Earlier this year, the American Medical Association (AMA) reported that in 2020, physician-owned medical practices are no longer in the majority. For the first time in American health care, over half of all U.S. physicians work for a hospital or health system. According to another study by Avalere, the data is even more grim: only three of 10 physicians practice in independent medical practices.
Not only are physicians consolidating, but hospitals are consolidating as well. The most recent data shows that 72% of hospitals are affiliated with a larger health care system.
Why should Americans care whether doctors own their practice or work for some larger hospital system? And abstracted further, why should Americans care whether the hospitals remain independent or consolidate into a larger system?
While consolidation generally leads to increased revenue for the associated hospitals and doctors, patients suffer in terms of cost. As hospital acquisitions and mergers rise throughout our health care system, there is less room for competition, which drives up costs in both out of pocket prices and premiums for the American patient.
According to the Kaiser Family Foundation, 2020’s average annual cost of health insurance was $21,342 for a family (increased from 2019). The median U.S. household income for 2020 was $67,521 (decreased from 2019). With inflation on the rise and a greater share of income going to health insurance, the cost of health care is a top issue for Americans.
One lawsuit between Sutter Health, a large hospital chain in Sacramento, and the California Attorney General exemplifies the danger of monopolized hospital systems. The case argued that Sutter used their market share to artificially inflate costs, withhold pricing information, and defraud Medicare. In the settlement, Sutter agreed to pay $575 million and end the predatory behavior.
If hospital mergers and physician acquisitions drive up health care prices, should consolidation simply be outlawed through antitrust laws? In July of 2020, President Biden issued an executive order calling on the Federal Trade Commission to enforce existing antitrust laws on hospital merges.
Unfortunately, such a top-down approach is insufficient to solving the root of the problem.
Hospitals, which often depend on the downstream revenue of their affiliated physicians’ references, will find other ways to make ends meet such as increased costs in emergency services or elective surgeries. And as long as working as a private practice physician is increasingly unprofitable, limiting how many physician practices a hospital is able to acquire could force many doctors out of the industry entirely and discourage future generations from working in the medical industry.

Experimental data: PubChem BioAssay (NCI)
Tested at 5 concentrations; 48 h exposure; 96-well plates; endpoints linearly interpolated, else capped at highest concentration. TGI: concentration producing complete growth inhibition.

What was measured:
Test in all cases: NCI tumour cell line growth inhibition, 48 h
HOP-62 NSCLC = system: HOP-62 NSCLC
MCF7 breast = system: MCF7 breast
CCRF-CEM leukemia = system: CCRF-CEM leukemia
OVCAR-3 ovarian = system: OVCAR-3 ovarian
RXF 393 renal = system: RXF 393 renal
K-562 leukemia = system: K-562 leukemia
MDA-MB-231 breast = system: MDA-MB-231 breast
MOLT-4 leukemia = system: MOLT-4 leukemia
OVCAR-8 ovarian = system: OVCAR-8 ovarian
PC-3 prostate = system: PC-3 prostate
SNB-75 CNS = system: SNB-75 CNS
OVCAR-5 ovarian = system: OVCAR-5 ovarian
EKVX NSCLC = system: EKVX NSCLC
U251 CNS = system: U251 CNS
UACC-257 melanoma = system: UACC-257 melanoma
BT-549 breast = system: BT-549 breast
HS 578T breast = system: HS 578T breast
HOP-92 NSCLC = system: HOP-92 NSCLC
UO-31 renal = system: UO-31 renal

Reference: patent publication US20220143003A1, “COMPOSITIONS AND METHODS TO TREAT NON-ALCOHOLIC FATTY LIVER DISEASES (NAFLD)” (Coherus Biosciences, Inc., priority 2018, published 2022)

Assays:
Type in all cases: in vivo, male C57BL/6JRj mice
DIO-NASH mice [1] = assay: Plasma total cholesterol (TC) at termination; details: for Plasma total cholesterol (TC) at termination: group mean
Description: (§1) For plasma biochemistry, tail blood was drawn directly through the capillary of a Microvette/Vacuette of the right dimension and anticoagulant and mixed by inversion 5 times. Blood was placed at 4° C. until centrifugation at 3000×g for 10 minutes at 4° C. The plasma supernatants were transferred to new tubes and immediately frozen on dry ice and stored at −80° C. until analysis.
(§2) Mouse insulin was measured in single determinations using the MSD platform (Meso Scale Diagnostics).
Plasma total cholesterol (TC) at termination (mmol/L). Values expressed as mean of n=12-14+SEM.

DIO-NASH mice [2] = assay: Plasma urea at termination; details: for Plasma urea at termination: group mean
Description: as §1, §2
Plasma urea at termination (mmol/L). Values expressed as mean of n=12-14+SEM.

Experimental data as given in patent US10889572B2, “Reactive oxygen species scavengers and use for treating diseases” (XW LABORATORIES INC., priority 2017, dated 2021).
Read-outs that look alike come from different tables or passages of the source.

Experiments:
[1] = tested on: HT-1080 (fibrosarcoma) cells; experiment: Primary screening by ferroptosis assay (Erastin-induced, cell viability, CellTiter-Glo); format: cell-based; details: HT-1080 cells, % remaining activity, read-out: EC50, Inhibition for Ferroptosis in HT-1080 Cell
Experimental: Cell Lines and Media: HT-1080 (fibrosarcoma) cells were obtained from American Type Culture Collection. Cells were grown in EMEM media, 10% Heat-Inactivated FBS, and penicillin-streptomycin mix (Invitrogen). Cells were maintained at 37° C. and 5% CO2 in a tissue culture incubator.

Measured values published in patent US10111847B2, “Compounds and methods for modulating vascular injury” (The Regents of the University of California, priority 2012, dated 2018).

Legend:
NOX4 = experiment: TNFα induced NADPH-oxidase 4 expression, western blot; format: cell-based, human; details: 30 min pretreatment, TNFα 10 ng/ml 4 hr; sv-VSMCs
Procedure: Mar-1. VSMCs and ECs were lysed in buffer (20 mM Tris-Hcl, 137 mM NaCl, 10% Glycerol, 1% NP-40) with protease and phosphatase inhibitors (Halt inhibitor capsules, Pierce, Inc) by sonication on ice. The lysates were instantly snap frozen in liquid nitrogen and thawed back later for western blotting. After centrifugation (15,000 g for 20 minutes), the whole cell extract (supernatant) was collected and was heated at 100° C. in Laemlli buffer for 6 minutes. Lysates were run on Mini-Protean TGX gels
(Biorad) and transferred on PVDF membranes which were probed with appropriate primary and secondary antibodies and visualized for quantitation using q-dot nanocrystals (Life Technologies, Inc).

Instead, public policy should be aimed at decreasing the costs of running both hospitals and private practices, with special attention given to the excessive administrative costs. Surprisingly (or perhaps of no surprise at all to those who regularly deal with insurance companies) approximately 25 – 30 percent of a practice’s revenue goes to the billing departments.
Medical billing is an arcane and intentionally complicated language, and providers increasingly depend on employing more medical coders to get properly paid by insurance companies. The medical codes are hyper-specific, with different insurance companies interpreting the same code differently. Sometimes the same service has multiple different codes. Sometimes a one number difference in the code could be the difference between $10 and $1,000.
To mitigate the risks of incorrect billing, sometimes providers will overcharge for services (e.g. $20 for a single Tylenol) or charge for ridiculous services such as allowing skin to skin contact after a mother gives birth.
Furthermore, if you wanted to personally verify that the correct medical codes were used on your itemized bill, unless you work in the insurance or medical industry, regular citizens can only make six searches a day in the database.
As always, transparency is a powerful tool in driving down costs.
Standardizing the medical code system could significantly reduce the need for medical billers. And American patients should not only receive itemized receipts of what was purchased (much like how you receive a receipt at the grocery store) but also have full access to the standardized medical codes.
Shining a light on shrouded costs will disincentivize hospitals from consolidating, encourage doctors to continue in private practice, and empower the American people.
McKenzie Richards is a health care program associate at the Pacific Research Institute.